Tuberculosis As A Lethal Disease

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Tuberculosis, also known as “consumption” was a lethal disease that started spreading rapidly from family to family in parts of New England in the 18th and 19th centuries. However, not much was known about the disease in those times, leading people to start to suspect that vampires were the cause of the deaths. In an effort to protect their families and community, some people resorted to old-folk remedies, rooted from Europe. They exhumed the bodies of deceased relatives who died of consumption and checked to see if they had “fresh,” circulating, liquid blood in their hearts, which would indicate that the deceased had become a vampire. They believed that one of the relatives was not completely dead and was “draining” the life of his living relatives by stealing their blood and essentially placing it in his own corpse’s heart. In order to stop further spread of the disease, once it is discovered which of the deceased had become a vampire, the corpse’s vital organs such as his heart and lungs are removed and burned to ashes. Burning the heart to ashes fastens the drying of the fresh, liquid blood, which kills the vampire for good in the process. Additionally, many believed that consuming the vampire’s burned ashes acts as a cure for the living relatives that are infected with consumption (Bell 124-140).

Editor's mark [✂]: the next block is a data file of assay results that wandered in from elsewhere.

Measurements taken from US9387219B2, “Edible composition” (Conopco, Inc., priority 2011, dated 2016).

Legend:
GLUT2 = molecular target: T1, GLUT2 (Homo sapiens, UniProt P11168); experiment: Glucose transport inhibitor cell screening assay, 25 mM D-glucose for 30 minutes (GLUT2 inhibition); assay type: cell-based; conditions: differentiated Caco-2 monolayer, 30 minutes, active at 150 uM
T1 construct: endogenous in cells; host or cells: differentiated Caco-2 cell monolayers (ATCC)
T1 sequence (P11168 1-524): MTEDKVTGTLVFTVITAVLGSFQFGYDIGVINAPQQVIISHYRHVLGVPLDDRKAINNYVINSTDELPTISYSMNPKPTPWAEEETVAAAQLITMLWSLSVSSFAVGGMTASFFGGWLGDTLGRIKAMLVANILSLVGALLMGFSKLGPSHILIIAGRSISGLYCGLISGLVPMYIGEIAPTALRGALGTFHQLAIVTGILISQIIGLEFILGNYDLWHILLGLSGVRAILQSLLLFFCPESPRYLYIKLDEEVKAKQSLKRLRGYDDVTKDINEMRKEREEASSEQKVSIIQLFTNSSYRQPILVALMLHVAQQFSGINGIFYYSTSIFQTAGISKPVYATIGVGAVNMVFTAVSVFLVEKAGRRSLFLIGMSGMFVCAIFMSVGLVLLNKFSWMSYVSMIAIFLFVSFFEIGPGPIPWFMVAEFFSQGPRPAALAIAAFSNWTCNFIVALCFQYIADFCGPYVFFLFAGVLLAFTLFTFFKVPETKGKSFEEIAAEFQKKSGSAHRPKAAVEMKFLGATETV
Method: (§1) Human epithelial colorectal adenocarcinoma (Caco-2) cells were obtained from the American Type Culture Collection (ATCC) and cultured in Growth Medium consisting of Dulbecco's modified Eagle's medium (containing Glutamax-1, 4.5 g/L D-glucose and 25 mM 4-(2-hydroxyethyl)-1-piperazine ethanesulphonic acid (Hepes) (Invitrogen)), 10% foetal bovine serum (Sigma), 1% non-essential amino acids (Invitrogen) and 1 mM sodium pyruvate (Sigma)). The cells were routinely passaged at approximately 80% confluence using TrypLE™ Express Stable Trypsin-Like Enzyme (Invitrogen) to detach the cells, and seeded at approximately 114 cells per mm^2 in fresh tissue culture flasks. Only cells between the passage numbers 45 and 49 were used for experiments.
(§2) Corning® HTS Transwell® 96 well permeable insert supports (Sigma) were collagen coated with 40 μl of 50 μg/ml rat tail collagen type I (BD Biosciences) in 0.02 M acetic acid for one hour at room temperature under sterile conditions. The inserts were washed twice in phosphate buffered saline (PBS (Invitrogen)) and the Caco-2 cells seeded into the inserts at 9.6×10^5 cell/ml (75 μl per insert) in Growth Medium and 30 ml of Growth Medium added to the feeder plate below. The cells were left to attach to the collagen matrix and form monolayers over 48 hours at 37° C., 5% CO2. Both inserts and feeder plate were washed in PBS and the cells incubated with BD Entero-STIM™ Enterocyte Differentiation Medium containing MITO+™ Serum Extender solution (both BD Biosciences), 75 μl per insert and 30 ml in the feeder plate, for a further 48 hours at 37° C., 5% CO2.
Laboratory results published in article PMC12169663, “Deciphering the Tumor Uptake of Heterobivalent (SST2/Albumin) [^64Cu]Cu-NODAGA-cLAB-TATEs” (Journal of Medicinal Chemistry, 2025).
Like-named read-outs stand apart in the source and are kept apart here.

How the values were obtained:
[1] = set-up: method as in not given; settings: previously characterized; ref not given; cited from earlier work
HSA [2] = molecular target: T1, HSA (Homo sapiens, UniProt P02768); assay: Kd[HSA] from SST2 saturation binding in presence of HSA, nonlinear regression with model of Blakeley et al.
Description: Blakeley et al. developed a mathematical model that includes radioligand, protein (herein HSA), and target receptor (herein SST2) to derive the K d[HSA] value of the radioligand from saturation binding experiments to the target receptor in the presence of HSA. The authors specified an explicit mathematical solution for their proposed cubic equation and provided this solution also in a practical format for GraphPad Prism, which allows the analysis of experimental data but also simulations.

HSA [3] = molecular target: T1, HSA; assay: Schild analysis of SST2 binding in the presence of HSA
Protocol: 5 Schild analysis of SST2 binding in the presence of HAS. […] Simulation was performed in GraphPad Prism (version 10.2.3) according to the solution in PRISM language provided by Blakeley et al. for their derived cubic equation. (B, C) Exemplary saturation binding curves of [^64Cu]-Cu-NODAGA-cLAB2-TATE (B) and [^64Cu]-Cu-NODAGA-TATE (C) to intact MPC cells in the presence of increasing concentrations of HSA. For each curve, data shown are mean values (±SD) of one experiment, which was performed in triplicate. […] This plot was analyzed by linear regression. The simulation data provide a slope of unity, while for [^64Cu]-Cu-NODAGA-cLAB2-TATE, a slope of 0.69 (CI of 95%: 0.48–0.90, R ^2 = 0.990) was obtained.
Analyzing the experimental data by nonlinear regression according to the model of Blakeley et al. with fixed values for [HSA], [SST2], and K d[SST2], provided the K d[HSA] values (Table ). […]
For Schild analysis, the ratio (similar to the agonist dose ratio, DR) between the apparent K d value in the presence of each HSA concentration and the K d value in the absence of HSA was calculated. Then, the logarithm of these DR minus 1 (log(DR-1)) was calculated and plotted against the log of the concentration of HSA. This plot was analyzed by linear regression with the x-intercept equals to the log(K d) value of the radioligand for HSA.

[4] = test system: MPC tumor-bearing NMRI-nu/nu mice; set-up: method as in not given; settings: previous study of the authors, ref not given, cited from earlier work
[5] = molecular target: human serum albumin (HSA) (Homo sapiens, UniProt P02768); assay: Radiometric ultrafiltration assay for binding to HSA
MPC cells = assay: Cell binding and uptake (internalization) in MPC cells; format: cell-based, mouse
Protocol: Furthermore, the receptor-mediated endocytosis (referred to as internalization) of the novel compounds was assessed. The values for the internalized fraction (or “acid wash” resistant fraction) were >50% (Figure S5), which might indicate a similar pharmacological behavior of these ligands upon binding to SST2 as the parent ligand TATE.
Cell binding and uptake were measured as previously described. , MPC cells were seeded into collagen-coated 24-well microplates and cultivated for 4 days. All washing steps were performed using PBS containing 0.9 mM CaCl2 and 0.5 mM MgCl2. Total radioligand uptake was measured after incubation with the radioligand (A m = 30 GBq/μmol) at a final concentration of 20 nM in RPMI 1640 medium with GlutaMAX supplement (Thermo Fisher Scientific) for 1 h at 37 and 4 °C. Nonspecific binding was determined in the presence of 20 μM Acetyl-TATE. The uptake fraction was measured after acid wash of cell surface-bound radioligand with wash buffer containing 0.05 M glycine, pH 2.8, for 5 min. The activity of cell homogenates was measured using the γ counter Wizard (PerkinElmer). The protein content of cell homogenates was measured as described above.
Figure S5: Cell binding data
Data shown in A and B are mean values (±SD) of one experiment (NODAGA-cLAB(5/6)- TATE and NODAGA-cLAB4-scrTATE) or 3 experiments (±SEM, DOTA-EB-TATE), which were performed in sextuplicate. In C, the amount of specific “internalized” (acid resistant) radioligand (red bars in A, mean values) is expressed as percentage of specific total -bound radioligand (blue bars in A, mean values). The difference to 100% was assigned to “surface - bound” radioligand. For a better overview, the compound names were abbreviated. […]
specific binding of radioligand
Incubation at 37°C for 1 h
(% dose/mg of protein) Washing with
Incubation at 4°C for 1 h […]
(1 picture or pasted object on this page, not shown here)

Dracula, written by Bram Stoker in the end of the 19th century, is known by many as the most influential vampire novel to ever be written. Dracula introduces the vampire Count
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